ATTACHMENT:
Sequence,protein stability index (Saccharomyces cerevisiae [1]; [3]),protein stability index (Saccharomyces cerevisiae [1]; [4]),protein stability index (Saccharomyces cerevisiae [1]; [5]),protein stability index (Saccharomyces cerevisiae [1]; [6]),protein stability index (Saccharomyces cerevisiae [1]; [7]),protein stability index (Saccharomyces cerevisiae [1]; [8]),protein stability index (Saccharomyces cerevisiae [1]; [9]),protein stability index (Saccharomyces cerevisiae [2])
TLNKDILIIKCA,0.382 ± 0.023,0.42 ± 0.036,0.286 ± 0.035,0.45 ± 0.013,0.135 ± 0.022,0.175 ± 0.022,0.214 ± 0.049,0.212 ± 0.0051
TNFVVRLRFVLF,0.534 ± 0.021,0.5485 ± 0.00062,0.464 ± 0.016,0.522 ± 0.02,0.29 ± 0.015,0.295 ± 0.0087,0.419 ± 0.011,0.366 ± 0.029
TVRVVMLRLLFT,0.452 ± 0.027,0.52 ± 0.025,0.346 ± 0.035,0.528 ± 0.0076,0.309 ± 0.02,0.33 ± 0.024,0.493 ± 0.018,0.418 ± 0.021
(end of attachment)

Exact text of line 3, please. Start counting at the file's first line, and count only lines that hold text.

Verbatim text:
TNFVVRLRFVLF,0.534 ± 0.021,0.5485 ± 0.00062,0.464 ± 0.016,0.522 ± 0.02,0.29 ± 0.015,0.295 ± 0.0087,0.419 ± 0.011,0.366 ± 0.029